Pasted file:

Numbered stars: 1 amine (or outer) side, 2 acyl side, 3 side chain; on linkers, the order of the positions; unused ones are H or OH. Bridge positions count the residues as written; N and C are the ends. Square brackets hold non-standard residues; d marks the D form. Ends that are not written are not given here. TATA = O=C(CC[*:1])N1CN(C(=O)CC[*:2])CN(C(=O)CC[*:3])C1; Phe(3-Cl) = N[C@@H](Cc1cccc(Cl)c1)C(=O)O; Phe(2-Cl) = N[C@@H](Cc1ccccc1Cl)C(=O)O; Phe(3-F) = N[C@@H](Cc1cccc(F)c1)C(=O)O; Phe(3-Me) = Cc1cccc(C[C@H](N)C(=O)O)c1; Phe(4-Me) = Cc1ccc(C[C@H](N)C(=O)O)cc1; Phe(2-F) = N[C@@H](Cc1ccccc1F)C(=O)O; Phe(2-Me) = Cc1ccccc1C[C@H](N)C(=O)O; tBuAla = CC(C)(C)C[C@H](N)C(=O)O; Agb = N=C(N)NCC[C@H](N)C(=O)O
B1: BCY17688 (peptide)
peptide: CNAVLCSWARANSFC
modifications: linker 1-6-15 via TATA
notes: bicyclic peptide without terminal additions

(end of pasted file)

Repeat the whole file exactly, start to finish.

Numbered stars: 1 amine (or outer) side, 2 acyl side, 3 side chain; on linkers, the order of the positions; unused ones are H or OH. Bridge positions count the residues as written; N and C are the ends. Square brackets hold non-standard residues; d marks the D form. Ends that are not written are not given here. TATA = O=C(CC[*:1])N1CN(C(=O)CC[*:2])CN(C(=O)CC[*:3])C1; Phe(3-Cl) = N[C@@H](Cc1cccc(Cl)c1)C(=O)O; Phe(2-Cl) = N[C@@H](Cc1ccccc1Cl)C(=O)O; Phe(3-F) = N[C@@H](Cc1cccc(F)c1)C(=O)O; Phe(3-Me) = Cc1cccc(C[C@H](N)C(=O)O)c1; Phe(4-Me) = Cc1ccc(C[C@H](N)C(=O)O)cc1; Phe(2-F) = N[C@@H](Cc1ccccc1F)C(=O)O; Phe(2-Me) = Cc1ccccc1C[C@H](N)C(=O)O; tBuAla = CC(C)(C)C[C@H](N)C(=O)O; Agb = N=C(N)NCC[C@H](N)C(=O)O
B1: BCY17688 (peptide)
peptide: CNAVLCSWARANSFC
modifications: linker 1-6-15 via TATA
notes: bicyclic peptide without terminal additions